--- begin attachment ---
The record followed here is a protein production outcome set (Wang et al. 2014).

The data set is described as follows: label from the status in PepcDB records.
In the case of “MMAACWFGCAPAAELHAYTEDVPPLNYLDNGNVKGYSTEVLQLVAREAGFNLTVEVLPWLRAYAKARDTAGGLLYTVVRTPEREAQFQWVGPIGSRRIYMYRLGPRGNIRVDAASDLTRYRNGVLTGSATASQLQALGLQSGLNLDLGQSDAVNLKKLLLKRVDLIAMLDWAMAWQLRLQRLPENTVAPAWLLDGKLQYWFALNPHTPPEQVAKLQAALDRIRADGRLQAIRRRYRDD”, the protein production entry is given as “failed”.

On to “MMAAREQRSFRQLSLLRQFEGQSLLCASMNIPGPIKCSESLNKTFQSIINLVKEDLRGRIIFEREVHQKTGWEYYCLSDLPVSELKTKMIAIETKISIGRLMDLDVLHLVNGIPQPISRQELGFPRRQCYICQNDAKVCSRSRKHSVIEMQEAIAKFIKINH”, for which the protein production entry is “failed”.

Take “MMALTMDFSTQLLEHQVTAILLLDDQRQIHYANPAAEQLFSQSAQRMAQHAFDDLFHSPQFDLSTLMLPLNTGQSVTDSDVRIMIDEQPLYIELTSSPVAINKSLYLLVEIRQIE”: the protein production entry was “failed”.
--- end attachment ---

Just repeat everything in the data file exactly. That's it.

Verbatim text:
The record followed here is a protein production outcome set (Wang et al. 2014).

The data set is described as follows: label from the status in PepcDB records.
In the case of “MMAACWFGCAPAAELHAYTEDVPPLNYLDNGNVKGYSTEVLQLVAREAGFNLTVEVLPWLRAYAKARDTAGGLLYTVVRTPEREAQFQWVGPIGSRRIYMYRLGPRGNIRVDAASDLTRYRNGVLTGSATASQLQALGLQSGLNLDLGQSDAVNLKKLLLKRVDLIAMLDWAMAWQLRLQRLPENTVAPAWLLDGKLQYWFALNPHTPPEQVAKLQAALDRIRADGRLQAIRRRYRDD”, the protein production entry is given as “failed”.

On to “MMAAREQRSFRQLSLLRQFEGQSLLCASMNIPGPIKCSESLNKTFQSIINLVKEDLRGRIIFEREVHQKTGWEYYCLSDLPVSELKTKMIAIETKISIGRLMDLDVLHLVNGIPQPISRQELGFPRRQCYICQNDAKVCSRSRKHSVIEMQEAIAKFIKINH”, for which the protein production entry is “failed”.

Take “MMALTMDFSTQLLEHQVTAILLLDDQRQIHYANPAAEQLFSQSAQRMAQHAFDDLFHSPQFDLSTLMLPLNTGQSVTDSDVRIMIDEQPLYIELTSSPVAINKSLYLLVEIRQIE”: the protein production entry was “failed”.